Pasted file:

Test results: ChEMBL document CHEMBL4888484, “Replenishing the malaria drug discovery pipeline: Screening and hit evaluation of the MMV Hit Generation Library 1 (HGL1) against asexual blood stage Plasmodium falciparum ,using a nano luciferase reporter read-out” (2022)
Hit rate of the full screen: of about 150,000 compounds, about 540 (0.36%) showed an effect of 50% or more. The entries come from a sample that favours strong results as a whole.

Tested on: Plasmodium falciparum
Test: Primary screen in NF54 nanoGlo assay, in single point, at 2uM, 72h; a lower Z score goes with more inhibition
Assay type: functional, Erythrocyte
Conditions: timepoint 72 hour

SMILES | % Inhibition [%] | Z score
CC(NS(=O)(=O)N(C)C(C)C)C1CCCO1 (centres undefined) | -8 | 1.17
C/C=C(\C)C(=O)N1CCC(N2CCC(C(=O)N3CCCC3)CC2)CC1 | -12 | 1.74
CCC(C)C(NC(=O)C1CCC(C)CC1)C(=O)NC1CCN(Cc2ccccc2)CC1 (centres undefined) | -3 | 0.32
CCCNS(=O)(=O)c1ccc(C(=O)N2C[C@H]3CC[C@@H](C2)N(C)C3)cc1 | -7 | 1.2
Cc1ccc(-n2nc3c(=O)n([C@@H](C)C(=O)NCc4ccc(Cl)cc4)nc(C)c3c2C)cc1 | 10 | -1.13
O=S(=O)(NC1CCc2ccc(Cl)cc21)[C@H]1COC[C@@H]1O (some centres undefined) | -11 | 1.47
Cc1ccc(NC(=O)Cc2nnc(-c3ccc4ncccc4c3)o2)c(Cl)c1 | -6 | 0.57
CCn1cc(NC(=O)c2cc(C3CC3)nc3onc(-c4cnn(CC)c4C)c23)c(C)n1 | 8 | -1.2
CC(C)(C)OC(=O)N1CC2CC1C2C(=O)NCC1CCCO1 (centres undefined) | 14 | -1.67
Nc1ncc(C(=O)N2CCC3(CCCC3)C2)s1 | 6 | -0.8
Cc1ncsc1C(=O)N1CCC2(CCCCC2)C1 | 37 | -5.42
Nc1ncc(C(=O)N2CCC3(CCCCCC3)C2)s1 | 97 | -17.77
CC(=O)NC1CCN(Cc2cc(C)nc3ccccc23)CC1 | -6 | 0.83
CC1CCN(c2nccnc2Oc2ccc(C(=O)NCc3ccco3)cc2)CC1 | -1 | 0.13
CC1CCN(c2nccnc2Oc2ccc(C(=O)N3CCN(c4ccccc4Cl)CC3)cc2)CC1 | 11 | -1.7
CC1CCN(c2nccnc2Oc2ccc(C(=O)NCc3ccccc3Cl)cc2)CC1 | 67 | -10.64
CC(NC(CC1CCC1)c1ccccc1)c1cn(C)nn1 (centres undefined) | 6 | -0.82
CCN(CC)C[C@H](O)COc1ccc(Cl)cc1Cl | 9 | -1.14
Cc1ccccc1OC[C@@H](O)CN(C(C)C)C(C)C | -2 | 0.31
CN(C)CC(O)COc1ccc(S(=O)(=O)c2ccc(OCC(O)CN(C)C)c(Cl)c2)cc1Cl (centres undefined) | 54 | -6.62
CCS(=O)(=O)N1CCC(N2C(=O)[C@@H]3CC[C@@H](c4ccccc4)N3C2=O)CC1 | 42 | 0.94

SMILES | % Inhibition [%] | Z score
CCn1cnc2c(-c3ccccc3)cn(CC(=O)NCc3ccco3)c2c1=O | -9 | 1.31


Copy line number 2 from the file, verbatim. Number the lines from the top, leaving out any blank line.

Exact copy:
Hit rate of the full screen: of about 150,000 compounds, about 540 (0.36%) showed an effect of 50% or more. The entries come from a sample that favours strong results as a whole.